The transistor as a switch

Discussion in 'Feedback and Suggestions' started by Unregistered, Dec 17, 2009.

  1. Unregistered

    Thread Starter Guest

    Do you have the polarity incorrect here? Current flows from + (long bar of the battery symbol) to - , thus in your example "(a) mechanical switch, (b) NPN transistor switch, (c) PNP transistor switch." the pnp and npn examples are the wrong way round.

    Mike G
  2. Wendy


    Mar 24, 2008
    You are talking conventional flow, which is actually backwards from reality. It was invented first, so as an old standard it dies hard. Electrons (the negative charge carrier) flow from the negative terminal to positive. The early chapters in the AAC text book explain this.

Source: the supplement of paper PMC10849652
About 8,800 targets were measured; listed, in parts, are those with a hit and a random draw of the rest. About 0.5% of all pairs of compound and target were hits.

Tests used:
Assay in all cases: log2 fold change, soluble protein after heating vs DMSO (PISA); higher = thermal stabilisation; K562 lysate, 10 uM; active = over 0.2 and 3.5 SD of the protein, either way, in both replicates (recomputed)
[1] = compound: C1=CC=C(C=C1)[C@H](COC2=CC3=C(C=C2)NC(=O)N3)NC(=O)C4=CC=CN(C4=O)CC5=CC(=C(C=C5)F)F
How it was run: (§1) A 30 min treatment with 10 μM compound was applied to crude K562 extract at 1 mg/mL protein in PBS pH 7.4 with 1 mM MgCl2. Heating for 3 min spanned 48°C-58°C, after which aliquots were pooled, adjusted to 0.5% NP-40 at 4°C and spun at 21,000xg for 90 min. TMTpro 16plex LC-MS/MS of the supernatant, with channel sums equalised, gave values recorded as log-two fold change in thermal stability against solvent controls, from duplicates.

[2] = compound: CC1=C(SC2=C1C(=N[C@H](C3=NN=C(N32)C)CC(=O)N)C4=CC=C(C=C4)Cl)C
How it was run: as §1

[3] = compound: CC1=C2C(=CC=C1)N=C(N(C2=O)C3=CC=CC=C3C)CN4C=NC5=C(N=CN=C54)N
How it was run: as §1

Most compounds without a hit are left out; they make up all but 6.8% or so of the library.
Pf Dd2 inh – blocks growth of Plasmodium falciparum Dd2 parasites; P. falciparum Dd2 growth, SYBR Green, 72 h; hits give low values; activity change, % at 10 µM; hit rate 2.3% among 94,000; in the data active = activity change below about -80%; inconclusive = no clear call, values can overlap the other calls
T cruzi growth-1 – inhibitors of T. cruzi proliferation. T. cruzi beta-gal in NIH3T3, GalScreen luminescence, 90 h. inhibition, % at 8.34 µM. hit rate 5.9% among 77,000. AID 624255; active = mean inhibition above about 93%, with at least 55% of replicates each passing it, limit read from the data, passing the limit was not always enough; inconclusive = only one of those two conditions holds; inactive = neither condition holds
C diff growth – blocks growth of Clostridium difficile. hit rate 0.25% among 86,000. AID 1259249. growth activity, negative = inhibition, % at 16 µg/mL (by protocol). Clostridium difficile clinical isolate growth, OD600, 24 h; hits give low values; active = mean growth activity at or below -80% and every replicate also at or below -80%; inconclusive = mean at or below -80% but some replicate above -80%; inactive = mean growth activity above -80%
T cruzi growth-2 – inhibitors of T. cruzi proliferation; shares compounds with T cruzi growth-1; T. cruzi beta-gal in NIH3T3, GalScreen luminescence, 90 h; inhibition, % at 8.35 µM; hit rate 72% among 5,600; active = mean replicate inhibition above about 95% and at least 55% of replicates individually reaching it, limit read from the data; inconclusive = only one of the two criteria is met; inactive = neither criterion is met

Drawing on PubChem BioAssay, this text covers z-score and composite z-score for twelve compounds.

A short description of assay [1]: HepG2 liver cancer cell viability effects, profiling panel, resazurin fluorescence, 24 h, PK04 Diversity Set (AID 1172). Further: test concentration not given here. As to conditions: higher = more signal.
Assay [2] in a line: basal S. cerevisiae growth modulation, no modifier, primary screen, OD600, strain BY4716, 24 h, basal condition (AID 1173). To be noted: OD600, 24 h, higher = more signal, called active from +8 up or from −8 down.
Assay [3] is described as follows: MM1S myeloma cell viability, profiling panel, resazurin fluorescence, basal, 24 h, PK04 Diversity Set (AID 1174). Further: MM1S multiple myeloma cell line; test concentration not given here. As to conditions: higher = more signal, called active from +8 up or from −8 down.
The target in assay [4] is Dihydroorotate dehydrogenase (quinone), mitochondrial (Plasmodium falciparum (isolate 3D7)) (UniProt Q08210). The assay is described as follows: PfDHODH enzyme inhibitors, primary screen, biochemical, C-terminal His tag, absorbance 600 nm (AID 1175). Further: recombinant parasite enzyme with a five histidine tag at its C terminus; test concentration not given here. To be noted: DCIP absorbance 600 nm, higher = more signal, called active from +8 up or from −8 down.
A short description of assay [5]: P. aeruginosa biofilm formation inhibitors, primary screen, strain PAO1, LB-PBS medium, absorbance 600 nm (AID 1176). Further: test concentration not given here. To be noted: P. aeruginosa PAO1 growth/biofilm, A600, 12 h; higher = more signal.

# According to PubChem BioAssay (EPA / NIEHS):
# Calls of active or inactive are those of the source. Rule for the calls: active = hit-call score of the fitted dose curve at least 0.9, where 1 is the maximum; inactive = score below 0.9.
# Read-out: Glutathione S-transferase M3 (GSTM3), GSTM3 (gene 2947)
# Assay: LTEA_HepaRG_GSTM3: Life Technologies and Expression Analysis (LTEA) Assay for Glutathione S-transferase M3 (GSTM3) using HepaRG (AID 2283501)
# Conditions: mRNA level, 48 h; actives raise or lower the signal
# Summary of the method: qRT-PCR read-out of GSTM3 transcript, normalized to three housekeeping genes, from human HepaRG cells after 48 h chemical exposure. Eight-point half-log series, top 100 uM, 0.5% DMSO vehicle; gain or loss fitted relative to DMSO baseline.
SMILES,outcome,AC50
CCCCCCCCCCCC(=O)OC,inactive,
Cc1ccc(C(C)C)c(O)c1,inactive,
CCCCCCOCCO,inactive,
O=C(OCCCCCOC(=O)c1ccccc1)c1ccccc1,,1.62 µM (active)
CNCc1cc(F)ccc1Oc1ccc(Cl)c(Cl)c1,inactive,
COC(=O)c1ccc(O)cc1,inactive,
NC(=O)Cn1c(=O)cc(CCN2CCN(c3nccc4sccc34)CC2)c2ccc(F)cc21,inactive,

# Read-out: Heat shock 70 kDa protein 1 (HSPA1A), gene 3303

A link to where you are looking always helps, and if you want to discuss this in depth register, it is free and easy to do.
    Last edited: Dec 17, 2009
  3. eblc1388

    Senior Member

    Nov 28, 2008
    I agree with the first poster.

    Current flows from positive to negative because it is a convention adopted earlier.

    Convention is convention.

    I have no trouble understanding and accepting direction of current flow and electron flow to be opposite of each other.

    However, it is misleading to draw arrow of electron flow and refer it as current flow in the associate text of a circuit schematic.

  4. Wendy


    Mar 24, 2008
    But convention is wrong in this case, we are talking reality. If you're going to teach something from scratch, you might as well go with physics vs. something invented by Ben Franklin. In many cases it doesn't matter, but in some it does. Why relearn a standard because the original is flawed but used anyhow?